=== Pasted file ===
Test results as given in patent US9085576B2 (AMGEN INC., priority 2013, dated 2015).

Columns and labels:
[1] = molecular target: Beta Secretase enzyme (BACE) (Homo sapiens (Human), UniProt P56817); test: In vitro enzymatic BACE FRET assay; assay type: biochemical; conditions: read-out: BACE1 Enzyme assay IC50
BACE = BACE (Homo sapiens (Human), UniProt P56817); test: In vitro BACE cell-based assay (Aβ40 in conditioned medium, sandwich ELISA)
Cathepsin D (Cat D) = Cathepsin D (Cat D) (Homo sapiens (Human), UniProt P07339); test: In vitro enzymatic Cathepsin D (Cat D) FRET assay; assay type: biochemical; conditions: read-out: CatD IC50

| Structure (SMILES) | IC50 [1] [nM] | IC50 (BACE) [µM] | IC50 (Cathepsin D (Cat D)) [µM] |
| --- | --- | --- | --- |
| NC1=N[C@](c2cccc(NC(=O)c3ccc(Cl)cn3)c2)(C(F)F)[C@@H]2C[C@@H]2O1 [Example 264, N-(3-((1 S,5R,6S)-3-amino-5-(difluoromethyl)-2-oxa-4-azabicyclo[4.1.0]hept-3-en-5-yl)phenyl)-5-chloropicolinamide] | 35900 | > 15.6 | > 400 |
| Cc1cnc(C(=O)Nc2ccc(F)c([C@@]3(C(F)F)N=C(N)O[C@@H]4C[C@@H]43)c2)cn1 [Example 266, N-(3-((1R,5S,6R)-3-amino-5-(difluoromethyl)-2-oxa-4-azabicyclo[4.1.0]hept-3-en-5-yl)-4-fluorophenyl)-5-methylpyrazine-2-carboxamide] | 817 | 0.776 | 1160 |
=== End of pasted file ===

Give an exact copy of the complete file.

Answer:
Test results as given in patent US9085576B2 (AMGEN INC., priority 2013, dated 2015).

Columns and labels:
[1] = molecular target: Beta Secretase enzyme (BACE) (Homo sapiens (Human), UniProt P56817); test: In vitro enzymatic BACE FRET assay; assay type: biochemical; conditions: read-out: BACE1 Enzyme assay IC50
BACE = BACE (Homo sapiens (Human), UniProt P56817); test: In vitro BACE cell-based assay (Aβ40 in conditioned medium, sandwich ELISA)
Cathepsin D (Cat D) = Cathepsin D (Cat D) (Homo sapiens (Human), UniProt P07339); test: In vitro enzymatic Cathepsin D (Cat D) FRET assay; assay type: biochemical; conditions: read-out: CatD IC50

| Structure (SMILES) | IC50 [1] [nM] | IC50 (BACE) [µM] | IC50 (Cathepsin D (Cat D)) [µM] |
| --- | --- | --- | --- |
| NC1=N[C@](c2cccc(NC(=O)c3ccc(Cl)cn3)c2)(C(F)F)[C@@H]2C[C@@H]2O1 [Example 264, N-(3-((1 S,5R,6S)-3-amino-5-(difluoromethyl)-2-oxa-4-azabicyclo[4.1.0]hept-3-en-5-yl)phenyl)-5-chloropicolinamide] | 35900 | > 15.6 | > 400 |
| Cc1cnc(C(=O)Nc2ccc(F)c([C@@]3(C(F)F)N=C(N)O[C@@H]4C[C@@H]43)c2)cn1 [Example 266, N-(3-((1R,5S,6R)-3-amino-5-(difluoromethyl)-2-oxa-4-azabicyclo[4.1.0]hept-3-en-5-yl)-4-fluorophenyl)-5-methylpyrazine-2-carboxamide] | 817 | 0.776 | 1160 |